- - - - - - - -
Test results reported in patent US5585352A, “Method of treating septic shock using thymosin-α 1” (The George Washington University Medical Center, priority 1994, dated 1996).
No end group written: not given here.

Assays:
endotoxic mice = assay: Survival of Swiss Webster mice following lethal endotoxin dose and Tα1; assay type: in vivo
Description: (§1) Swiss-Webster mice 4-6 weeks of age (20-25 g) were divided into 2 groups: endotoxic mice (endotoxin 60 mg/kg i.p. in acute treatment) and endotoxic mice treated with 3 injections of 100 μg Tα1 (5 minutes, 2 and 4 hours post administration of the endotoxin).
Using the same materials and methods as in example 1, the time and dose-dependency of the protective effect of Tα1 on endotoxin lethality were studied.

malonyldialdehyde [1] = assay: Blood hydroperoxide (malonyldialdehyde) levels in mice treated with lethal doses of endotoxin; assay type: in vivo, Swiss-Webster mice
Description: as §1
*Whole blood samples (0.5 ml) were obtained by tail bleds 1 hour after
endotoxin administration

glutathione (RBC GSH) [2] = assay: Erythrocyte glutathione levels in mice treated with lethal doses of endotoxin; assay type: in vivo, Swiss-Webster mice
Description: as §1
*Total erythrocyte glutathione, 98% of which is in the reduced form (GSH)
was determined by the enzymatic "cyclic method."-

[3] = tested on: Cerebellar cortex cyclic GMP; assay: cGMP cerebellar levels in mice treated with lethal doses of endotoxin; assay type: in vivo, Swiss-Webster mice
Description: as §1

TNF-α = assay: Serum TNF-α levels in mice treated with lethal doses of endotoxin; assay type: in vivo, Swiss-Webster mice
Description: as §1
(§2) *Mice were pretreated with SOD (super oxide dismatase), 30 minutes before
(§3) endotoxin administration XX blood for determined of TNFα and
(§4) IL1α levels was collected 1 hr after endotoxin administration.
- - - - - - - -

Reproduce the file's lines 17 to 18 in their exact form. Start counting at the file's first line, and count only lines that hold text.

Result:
TNF-α = assay: Serum TNF-α levels in mice treated with lethal doses of endotoxin; assay type: in vivo, Swiss-Webster mice
Description: as §1